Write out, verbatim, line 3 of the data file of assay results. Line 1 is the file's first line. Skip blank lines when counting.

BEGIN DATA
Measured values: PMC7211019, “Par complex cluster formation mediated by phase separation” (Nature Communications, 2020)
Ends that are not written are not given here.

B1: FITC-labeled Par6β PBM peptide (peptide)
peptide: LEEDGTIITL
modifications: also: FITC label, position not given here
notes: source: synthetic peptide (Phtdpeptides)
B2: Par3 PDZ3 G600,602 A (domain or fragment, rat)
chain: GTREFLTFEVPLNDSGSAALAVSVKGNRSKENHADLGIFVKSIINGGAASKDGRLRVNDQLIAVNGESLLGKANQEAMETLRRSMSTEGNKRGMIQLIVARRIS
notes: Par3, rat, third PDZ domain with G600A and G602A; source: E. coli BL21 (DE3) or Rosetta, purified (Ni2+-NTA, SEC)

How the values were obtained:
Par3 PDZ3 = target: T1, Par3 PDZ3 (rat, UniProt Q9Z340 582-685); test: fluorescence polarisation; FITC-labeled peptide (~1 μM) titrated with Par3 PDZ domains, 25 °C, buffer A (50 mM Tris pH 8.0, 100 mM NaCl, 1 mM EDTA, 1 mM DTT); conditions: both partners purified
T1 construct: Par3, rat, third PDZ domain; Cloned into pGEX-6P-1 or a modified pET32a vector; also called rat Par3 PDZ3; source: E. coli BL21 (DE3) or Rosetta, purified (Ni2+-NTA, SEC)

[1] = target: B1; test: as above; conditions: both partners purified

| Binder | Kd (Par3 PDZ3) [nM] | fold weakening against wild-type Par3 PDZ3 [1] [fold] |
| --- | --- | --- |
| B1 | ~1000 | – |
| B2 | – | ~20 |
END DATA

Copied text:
B1: FITC-labeled Par6β PBM peptide (peptide)